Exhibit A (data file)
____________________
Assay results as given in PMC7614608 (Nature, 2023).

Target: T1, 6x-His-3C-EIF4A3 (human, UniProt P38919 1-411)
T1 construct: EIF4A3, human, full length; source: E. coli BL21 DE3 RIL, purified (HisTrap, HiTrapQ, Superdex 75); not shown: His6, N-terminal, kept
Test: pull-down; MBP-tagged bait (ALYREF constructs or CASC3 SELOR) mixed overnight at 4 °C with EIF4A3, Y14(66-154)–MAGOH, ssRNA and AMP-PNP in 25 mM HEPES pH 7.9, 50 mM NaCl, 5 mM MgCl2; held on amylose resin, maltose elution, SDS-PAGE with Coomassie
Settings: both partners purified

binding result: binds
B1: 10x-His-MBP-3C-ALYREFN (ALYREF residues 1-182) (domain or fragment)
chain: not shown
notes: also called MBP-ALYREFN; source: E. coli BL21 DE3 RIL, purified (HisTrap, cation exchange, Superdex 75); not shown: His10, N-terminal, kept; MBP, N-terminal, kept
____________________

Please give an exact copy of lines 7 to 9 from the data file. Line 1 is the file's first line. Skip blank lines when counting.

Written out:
B1: 10x-His-MBP-3C-ALYREFN (ALYREF residues 1-182) (domain or fragment)
chain: not shown
notes: also called MBP-ALYREFN; source: E. coli BL21 DE3 RIL, purified (HisTrap, cation exchange, Superdex 75); not shown: His10, N-terminal, kept; MBP, N-terminal, kept